Many studies have been conducted to detect genotoxic chemicals in order to predict carcinogenicity. Therefore, the sensitivity of the test system was considered important in order to avoid false-negative results while false-positive results often received too little attention. The fair balancing of these two “errors” made difficult to construct a rational battery system for the detection of genotoxicity.

In the second era, attempts were made to standardize the methods and established international and domestic guidelines for assessing genotoxicity. This included establishing OECD test guidelines as the international standard for test protocols. Most of the voices demanded transparency and fairness when evaluating the test results, and we believed that the guidelines were authoritative and well-constructed. Nevertheless, it is equally important to conduct the tests according to the guidelines. The same discussion was held regarding GLP, which was triggered by the identification of regulatory studies at contract laboratories that were faked or not clearly documented, and many countries, including Japan, decided to introduce GLP’s for international harmonization (for example; OECD GLP [7]). This resulted in the Safety Guidelines established through the International Conferences on Harmonization (ICH) for human use of pharmaceutical drugs [8,9,10]. These guidelines and GLP have played important roles producing test data of high quality for regulatory use to judge the safety of chemical substances. The above body of testing guidelines has become an indispensable part of the implementation of safety tests.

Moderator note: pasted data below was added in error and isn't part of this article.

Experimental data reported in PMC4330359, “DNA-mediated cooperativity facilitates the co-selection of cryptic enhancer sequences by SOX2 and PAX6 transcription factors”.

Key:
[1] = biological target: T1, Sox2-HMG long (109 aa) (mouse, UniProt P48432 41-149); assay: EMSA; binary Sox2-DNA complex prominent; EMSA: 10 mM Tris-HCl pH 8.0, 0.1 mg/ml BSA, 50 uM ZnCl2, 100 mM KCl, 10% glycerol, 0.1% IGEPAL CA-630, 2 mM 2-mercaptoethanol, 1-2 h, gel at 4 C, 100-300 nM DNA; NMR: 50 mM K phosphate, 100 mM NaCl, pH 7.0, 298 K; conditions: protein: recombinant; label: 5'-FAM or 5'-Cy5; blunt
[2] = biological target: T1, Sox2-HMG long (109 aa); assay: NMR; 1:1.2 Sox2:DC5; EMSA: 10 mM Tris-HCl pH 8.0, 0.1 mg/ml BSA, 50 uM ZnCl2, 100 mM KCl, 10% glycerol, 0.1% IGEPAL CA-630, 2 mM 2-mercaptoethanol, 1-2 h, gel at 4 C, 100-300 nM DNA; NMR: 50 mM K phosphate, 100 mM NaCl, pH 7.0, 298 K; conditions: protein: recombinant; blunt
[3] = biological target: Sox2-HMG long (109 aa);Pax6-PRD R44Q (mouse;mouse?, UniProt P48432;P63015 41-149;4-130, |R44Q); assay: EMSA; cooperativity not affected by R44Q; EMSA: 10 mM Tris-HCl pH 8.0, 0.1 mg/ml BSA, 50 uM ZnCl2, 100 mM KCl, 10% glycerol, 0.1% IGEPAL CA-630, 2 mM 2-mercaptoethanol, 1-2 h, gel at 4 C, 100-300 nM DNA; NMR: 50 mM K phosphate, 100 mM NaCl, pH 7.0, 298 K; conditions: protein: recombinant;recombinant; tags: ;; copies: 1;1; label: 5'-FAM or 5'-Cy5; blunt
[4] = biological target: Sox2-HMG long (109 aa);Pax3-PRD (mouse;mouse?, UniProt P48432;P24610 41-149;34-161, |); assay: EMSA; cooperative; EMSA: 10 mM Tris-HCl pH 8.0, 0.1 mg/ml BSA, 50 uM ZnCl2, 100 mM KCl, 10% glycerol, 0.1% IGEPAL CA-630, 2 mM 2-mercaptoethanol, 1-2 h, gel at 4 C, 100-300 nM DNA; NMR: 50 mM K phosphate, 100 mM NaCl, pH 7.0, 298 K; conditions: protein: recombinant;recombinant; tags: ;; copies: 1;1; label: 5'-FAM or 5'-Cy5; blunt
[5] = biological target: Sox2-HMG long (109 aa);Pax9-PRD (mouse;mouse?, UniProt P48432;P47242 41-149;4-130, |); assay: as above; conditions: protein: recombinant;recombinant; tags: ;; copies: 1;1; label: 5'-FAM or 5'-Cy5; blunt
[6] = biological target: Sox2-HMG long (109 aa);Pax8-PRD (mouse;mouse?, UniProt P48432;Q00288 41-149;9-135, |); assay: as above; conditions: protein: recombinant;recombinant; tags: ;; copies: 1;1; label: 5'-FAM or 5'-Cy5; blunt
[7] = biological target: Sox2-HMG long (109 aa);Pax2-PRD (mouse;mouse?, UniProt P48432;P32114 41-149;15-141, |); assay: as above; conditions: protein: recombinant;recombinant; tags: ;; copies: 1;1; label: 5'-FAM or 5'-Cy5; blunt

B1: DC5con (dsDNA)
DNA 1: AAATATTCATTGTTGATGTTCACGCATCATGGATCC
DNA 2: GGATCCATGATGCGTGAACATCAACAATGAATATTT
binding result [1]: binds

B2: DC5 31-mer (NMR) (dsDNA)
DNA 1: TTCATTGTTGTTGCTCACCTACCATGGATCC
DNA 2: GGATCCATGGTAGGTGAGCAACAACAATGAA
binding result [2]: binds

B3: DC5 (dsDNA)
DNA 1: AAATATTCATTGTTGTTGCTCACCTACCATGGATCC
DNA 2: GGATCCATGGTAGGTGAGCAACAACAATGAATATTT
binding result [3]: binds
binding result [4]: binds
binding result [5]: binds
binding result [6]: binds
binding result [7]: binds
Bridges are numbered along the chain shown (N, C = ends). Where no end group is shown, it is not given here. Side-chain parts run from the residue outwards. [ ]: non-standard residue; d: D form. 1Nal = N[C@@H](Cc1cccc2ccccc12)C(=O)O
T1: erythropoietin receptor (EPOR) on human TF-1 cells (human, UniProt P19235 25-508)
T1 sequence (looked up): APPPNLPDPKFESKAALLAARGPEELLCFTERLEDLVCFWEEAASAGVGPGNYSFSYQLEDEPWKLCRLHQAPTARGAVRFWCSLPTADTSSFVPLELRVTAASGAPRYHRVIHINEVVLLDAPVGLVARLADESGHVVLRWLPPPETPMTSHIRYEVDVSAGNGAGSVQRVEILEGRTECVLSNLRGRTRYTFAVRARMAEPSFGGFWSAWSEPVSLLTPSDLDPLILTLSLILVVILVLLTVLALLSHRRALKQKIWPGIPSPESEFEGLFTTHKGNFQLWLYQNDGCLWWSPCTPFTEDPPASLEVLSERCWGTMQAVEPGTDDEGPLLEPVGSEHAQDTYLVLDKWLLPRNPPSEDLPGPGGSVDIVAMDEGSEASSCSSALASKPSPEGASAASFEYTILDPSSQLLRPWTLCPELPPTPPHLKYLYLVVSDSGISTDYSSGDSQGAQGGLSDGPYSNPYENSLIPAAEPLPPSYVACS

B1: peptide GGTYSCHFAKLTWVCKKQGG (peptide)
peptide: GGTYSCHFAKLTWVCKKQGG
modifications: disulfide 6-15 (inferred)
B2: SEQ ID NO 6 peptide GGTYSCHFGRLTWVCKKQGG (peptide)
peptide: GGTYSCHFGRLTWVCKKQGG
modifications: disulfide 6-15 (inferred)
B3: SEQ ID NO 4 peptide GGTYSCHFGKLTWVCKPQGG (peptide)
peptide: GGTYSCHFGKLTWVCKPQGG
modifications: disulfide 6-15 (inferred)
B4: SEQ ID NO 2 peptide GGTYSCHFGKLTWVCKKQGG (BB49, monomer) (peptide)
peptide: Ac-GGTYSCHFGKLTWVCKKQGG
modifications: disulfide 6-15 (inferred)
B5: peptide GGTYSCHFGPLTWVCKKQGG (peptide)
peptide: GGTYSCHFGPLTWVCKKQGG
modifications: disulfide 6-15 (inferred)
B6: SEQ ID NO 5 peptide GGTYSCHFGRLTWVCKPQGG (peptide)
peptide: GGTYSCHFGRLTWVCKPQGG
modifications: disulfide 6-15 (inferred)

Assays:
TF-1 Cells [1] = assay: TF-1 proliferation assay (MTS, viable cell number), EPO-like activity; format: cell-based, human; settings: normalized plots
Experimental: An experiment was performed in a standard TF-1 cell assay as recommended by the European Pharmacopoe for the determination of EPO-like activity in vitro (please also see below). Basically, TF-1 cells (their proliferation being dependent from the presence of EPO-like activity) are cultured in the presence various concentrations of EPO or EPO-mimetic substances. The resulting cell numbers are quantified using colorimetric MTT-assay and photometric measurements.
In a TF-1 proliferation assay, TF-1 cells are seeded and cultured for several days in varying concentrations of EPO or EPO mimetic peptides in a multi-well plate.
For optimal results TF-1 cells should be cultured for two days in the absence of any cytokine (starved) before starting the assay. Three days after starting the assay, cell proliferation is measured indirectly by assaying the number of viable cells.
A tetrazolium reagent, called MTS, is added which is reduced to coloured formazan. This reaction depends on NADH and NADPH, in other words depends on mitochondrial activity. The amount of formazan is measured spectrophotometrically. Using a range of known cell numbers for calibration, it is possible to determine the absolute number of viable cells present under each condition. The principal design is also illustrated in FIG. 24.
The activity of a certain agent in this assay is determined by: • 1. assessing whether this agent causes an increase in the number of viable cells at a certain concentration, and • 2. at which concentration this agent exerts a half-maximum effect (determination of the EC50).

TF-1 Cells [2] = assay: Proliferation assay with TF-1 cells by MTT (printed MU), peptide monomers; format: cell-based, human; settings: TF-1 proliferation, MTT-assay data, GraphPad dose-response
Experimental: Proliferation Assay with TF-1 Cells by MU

Evaluation and interpretation of genotoxicity data